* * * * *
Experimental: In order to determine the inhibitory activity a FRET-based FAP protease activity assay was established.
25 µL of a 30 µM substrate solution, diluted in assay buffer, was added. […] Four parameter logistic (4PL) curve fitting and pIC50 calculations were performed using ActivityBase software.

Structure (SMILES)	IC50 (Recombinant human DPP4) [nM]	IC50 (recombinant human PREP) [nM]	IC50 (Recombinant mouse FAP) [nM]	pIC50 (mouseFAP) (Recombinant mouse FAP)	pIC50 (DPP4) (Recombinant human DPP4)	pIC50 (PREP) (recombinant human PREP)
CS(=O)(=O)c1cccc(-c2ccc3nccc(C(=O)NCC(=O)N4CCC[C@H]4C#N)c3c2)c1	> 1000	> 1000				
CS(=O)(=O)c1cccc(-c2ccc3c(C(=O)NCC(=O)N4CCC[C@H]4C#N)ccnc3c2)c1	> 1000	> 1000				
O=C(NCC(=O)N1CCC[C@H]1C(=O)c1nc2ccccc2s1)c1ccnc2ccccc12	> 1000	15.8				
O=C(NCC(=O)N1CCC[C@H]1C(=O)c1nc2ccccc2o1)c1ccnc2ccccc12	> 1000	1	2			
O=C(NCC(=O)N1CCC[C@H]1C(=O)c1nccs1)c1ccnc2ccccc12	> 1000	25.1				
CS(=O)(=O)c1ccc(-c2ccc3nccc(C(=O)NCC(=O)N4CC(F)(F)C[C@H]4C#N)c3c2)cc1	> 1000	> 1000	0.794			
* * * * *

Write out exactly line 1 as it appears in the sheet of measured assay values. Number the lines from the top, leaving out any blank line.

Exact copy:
Experimental: In order to determine the inhibitory activity a FRET-based FAP protease activity assay was established.